Native Sketches is the result of a simple challenge, posed to 25 producers and beat-making talents from around the world: Create a new musical idea using Native Instruments software and hardware. In this video, LA-based producer Cazal Organism retraces the process behind his sketch – from iMASCHINE improv, to finished product.
Ulpiano Cuba Reyes, son of Mellow Man Ace and nephew of Cypress Hill’s Sen Dog, has music in his veins. As Cazal Organism, he creates his own brand of free-form hip hop, fused with jazz, funk, and afro-Cuban influences. His sketch grew from iMASCHINE 2 chords – taken from the Helios Ray expansion – to include MASCHINE drums, MONARK bass, and an FM8 lead.
Watch the video to find out how Cazal Organism’s sketch came together, then read on to learn about the intentions behind it.
What does sketching mean to you?
All my tracks start as sketches – it’s literally the origin for a lot of my work. For me, to sketch is just to jot down an idea. Literally, taking an idea, and putting it down without worrying about logistics or what I’m going to do with it. I get my idea across, then I put it aside and save it for myself to come back to and finish later.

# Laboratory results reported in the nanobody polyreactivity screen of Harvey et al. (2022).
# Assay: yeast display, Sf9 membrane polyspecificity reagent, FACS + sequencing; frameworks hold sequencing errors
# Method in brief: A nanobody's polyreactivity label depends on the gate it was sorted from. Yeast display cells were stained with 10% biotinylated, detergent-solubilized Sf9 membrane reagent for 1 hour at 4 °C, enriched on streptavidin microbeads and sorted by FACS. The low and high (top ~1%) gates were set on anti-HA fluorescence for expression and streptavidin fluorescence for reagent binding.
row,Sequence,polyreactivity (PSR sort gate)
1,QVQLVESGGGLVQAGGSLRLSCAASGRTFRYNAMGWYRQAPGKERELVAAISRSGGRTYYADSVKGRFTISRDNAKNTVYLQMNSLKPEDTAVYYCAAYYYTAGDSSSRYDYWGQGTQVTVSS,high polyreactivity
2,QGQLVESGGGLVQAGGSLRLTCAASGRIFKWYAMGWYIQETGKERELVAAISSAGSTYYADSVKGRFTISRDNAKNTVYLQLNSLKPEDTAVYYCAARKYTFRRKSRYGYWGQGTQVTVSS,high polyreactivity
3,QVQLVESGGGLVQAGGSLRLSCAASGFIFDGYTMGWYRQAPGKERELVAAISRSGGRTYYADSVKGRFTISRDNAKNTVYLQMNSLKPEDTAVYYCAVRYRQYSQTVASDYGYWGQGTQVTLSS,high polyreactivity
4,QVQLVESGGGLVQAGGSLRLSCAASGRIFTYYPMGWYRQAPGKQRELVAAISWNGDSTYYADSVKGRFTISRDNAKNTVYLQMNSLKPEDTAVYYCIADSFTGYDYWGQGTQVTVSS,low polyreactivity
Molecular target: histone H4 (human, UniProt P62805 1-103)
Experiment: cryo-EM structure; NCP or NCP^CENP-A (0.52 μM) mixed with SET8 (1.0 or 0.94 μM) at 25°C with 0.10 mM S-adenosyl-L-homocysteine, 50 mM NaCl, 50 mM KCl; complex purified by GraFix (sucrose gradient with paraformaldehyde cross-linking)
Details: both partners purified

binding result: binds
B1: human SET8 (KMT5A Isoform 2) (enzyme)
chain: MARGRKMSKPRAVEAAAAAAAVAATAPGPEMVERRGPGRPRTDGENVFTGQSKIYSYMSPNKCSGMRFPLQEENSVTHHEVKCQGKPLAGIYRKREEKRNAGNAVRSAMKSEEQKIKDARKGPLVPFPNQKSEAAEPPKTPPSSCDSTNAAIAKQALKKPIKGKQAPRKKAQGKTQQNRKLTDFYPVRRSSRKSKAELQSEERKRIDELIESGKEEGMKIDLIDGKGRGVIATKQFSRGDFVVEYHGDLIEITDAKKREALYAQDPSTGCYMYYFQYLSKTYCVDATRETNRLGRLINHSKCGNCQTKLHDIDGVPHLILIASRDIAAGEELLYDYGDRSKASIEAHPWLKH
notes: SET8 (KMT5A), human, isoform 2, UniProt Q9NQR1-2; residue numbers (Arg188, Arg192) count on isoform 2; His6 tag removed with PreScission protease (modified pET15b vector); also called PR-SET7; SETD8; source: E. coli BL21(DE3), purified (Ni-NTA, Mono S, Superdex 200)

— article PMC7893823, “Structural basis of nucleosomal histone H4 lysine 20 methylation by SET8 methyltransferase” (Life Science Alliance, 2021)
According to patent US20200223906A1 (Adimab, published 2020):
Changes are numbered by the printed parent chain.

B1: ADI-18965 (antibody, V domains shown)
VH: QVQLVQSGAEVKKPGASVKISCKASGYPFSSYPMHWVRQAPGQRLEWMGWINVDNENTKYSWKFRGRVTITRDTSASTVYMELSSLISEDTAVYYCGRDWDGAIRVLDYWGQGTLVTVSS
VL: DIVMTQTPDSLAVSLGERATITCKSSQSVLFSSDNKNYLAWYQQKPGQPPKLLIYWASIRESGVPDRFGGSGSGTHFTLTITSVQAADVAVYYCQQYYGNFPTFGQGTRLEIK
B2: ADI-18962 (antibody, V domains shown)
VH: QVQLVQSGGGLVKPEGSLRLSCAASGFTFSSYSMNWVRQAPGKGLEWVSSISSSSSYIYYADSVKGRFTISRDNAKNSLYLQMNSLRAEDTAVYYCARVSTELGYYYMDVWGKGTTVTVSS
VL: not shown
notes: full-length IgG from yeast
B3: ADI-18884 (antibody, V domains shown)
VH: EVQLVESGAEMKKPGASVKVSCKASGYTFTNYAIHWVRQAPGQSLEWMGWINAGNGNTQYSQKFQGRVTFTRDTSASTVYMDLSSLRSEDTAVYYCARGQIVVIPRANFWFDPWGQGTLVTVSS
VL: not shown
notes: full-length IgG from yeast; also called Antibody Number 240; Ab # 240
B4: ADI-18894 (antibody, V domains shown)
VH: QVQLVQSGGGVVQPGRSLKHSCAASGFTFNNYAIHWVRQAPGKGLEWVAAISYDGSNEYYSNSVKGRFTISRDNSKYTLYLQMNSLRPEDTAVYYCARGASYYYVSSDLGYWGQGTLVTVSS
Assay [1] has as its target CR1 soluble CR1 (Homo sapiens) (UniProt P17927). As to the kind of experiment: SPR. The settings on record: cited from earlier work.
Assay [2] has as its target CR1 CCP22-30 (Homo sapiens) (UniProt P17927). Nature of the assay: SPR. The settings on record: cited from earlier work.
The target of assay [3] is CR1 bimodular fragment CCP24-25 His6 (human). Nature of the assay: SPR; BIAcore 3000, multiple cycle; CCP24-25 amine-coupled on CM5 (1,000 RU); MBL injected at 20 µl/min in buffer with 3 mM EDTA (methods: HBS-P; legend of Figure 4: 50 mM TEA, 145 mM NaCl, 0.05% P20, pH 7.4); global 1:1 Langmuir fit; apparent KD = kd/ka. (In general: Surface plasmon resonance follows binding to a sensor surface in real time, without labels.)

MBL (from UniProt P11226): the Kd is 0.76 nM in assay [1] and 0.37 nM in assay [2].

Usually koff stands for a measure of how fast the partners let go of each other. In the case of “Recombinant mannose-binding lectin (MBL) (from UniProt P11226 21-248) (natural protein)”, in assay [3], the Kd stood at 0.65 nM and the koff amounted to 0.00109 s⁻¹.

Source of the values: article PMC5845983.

What did you want to achieve with your sketch?
With this sketch, in particular, I wanted to do something that I’d want to release myself. Like, “Okay, this isn’t for any project. This is just for me to while out how I normally do.” In a sense, that’s exactly how I create a lot of tracks – and with these sounds too. Especially the drums – I’m always using drums from the original Maschine library, though I’ve tweaked them through the years. I just wanted to do something really casual. I didn’t want to force myself to think too much about it – just be very relaxed and feel at home.
How did you find the Native Sketches challenge?
It actually came very naturally, since I use so much of the Native ]catalog in everything I do – from the synths to samples, to Maschine. Initially, I couldn’t stop making sketches; I think I had like five in total. It was just very normal, very typical of how I work.
What’s the best production advice you’ve ever been given?
Not to force anything – just to let things happen naturally. There’s a lot of pressure, I think, especially on younger kids who get into production, to always be working on something. But that’s not always helpful. I think letting things be natural and fluid is really important.